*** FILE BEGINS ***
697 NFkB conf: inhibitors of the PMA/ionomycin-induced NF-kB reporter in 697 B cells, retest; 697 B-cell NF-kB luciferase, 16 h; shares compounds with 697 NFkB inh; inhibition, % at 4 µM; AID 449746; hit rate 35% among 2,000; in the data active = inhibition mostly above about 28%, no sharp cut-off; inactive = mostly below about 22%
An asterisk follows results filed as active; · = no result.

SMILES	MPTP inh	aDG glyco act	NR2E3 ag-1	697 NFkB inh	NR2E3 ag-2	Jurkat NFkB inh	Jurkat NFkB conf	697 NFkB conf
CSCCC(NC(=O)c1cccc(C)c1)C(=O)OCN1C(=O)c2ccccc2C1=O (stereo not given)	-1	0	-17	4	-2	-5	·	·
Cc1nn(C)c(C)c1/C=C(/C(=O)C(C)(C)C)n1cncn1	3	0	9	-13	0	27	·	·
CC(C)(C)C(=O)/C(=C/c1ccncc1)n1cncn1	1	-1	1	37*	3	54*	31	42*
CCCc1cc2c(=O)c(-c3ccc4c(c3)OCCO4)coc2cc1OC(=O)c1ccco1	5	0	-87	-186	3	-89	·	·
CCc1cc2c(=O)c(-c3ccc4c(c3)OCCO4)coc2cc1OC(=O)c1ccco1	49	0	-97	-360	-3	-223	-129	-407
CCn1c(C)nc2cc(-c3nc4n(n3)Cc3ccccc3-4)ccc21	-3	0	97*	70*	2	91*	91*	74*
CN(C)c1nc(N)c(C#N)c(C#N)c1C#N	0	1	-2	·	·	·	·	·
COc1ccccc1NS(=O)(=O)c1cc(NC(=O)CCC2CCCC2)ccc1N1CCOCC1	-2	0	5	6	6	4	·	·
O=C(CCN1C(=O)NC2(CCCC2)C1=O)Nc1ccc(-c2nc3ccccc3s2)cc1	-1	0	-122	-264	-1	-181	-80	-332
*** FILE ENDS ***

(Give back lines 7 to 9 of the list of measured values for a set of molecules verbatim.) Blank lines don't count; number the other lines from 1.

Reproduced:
CCCc1cc2c(=O)c(-c3ccc4c(c3)OCCO4)coc2cc1OC(=O)c1ccco1	5	0	-87	-186	3	-89	·	·
CCc1cc2c(=O)c(-c3ccc4c(c3)OCCO4)coc2cc1OC(=O)c1ccco1	49	0	-97	-360	-3	-223	-129	-407
CCn1c(C)nc2cc(-c3nc4n(n3)Cc3ccccc3-4)ccc21	-3	0	97*	70*	2	91*	91*	74*